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NURTURING OUR CHILDREN IN FINANCIAL LITERACY

We often hear people say that the younger generation are really good at spending money. But can they save money? Do they know how? Are they aware about credit card debt? Is investment part of their plans for the future?

The best way to raise financially savvy adults is to start them young. The earlier our child starts learning about financial education, the better off he or she will be. Although financial education may be offered at schools or learning institutions, an important fact remains – parents are still their child’s first teacher and can have a great influence on their child’s financial education. Teaching children good money habits, therefore, must start at home.

Speaking of home, at Idrissi International School where parents and teachers work together to bring about the real world at hands, we are not only educating students to be financially literate but most important harnessing the mindfulness of valuing money in all respects be it in the context of one’s responsibility towards nature and environment or a duty for one self to the community and the Ummah at large. Above all, in the financial literacy lesson, students would learn the concept of ‘Amanah’ and ‘Syukur’ that serves greater purpose in life other than just gratifying one’s needs.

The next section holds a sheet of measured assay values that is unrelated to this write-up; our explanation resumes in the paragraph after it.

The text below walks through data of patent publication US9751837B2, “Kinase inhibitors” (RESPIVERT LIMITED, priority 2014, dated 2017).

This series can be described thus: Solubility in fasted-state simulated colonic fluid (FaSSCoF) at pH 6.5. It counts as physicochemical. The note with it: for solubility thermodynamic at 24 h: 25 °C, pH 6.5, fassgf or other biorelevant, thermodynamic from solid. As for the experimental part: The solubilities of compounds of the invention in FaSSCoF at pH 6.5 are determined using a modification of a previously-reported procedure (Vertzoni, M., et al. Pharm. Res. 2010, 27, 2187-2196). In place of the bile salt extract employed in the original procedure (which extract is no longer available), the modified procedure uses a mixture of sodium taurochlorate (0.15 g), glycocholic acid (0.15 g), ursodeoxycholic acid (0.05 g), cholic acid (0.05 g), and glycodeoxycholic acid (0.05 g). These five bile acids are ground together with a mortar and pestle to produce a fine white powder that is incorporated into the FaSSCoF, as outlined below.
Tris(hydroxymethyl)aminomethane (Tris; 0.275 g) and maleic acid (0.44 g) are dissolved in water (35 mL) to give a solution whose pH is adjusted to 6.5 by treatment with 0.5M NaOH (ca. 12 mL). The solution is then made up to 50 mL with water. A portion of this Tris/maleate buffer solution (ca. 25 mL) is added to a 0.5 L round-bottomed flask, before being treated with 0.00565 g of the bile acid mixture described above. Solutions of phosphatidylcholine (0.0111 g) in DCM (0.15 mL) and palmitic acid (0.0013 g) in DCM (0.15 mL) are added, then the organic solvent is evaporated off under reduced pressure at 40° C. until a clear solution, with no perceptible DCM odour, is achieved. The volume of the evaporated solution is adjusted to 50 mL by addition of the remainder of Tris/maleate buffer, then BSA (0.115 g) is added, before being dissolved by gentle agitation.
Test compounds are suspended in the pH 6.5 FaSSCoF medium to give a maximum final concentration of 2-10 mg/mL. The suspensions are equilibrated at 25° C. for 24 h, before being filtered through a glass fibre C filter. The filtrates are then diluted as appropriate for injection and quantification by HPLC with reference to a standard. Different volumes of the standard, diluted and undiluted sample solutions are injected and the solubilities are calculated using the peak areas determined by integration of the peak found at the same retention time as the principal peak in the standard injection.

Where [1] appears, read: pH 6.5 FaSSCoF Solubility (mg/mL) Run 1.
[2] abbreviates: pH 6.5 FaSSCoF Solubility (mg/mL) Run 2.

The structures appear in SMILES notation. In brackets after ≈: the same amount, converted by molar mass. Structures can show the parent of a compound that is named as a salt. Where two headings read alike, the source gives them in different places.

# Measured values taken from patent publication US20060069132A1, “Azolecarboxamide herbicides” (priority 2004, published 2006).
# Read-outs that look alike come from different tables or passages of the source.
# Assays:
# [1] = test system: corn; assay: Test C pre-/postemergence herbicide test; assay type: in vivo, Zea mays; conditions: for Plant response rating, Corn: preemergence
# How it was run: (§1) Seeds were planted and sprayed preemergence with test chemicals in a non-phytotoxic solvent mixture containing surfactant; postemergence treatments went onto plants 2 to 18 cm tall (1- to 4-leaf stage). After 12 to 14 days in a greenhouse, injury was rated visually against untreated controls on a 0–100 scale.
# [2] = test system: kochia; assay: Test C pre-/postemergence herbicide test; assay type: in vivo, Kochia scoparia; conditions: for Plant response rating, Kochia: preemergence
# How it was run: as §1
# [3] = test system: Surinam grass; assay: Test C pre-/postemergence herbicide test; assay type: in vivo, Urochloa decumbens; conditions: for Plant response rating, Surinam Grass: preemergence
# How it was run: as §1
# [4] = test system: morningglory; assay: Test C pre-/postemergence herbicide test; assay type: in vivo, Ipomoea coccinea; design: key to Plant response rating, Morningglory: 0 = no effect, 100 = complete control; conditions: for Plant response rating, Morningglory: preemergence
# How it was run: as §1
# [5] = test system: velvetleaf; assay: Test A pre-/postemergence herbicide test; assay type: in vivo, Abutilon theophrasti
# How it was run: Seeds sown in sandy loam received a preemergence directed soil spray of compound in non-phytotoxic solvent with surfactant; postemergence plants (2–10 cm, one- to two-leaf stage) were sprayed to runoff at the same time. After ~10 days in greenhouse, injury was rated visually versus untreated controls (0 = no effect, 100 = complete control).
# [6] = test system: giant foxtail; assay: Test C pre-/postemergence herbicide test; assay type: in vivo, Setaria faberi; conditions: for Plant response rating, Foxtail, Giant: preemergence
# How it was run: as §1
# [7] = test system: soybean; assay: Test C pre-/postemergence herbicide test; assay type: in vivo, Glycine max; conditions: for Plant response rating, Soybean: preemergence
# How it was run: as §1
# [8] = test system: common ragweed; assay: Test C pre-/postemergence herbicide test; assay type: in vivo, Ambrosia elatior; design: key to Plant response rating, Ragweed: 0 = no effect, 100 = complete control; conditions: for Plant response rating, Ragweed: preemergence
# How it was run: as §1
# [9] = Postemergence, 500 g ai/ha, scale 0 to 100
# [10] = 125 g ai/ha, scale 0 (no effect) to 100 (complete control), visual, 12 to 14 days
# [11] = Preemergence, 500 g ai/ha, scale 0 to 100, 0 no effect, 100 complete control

Let us look at some tips on what we can do to teach our child the importance of financial literacy:

  1. Be a good example
    The adage saying, “Monkey see, monkey do” can be applied here. Yes, our children watch and mimic almost everything we parents do – from eating, talking, dressing, behaviour to how they manage their money. Therefore, by setting a good example, parents will help their children establish positive habits to last through their lifetime.
  2. Start saving – at any age
    There is no age limit to start saving. A child who puts aside part of his/her pocket money or
    allowance each week is building a great habit of saving that will help his/her financial future. By
    discussing short-term and long-term savings goals, parents also share the principle of giving part of what they have to help others (eg. donation to charity).
  3. Keep a Budget
    Having open discussions about the family’s savings and expenses and how to keep a budget will help a child set up his/her own budget – how much to save or spend or invest, is it a ‘need’ or a ‘want’, and so forth.
  4. Go shopping together
    Shopping with your child is a great opportunity to talk about and compare relative prices of products with their value. Why does this bread cost RM0.50 more than the other one? What does that extra RM0.50 buy you? Is it worth it? Do keep in mind that shopping together also fosters the bond between parent and child.
  5. Have financial conversations
    It is true that financial matters can get complex. However, kids who learn the basic principles of
    earning and saving money, the cost of things and how to budget their expenses and such, will be in a better position as young adults to understand the more complex issues of loans, credit cards and
    interest rates.

By introducing our children to solid financial principles early, we parents are preparing our children for the “real world” out there.

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